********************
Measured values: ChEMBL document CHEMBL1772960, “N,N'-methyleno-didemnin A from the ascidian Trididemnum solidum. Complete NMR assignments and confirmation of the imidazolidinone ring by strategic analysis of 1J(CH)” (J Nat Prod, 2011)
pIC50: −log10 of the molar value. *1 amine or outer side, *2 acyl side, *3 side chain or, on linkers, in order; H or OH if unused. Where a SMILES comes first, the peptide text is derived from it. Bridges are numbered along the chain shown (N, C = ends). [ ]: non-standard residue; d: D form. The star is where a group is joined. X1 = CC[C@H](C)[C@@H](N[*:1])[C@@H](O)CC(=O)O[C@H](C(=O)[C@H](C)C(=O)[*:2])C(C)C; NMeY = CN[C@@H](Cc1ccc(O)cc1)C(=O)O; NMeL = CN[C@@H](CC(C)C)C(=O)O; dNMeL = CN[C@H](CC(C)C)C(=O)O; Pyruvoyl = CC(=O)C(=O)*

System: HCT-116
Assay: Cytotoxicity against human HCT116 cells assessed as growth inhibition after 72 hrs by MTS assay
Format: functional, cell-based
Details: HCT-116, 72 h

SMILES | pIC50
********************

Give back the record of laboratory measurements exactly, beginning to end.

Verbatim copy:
Measured values: ChEMBL document CHEMBL1772960, “N,N'-methyleno-didemnin A from the ascidian Trididemnum solidum. Complete NMR assignments and confirmation of the imidazolidinone ring by strategic analysis of 1J(CH)” (J Nat Prod, 2011)
pIC50: −log10 of the molar value. *1 amine or outer side, *2 acyl side, *3 side chain or, on linkers, in order; H or OH if unused. Where a SMILES comes first, the peptide text is derived from it. Bridges are numbered along the chain shown (N, C = ends). [ ]: non-standard residue; d: D form. The star is where a group is joined. X1 = CC[C@H](C)[C@@H](N[*:1])[C@@H](O)CC(=O)O[C@H](C(=O)[C@H](C)C(=O)[*:2])C(C)C; NMeY = CN[C@@H](Cc1ccc(O)cc1)C(=O)O; NMeL = CN[C@@H](CC(C)C)C(=O)O; dNMeL = CN[C@H](CC(C)C)C(=O)O; Pyruvoyl = CC(=O)C(=O)*

System: HCT-116
Assay: Cytotoxicity against human HCT116 cells assessed as growth inhibition after 72 hrs by MTS assay
Format: functional, cell-based
Details: HCT-116, 72 h

SMILES | pIC50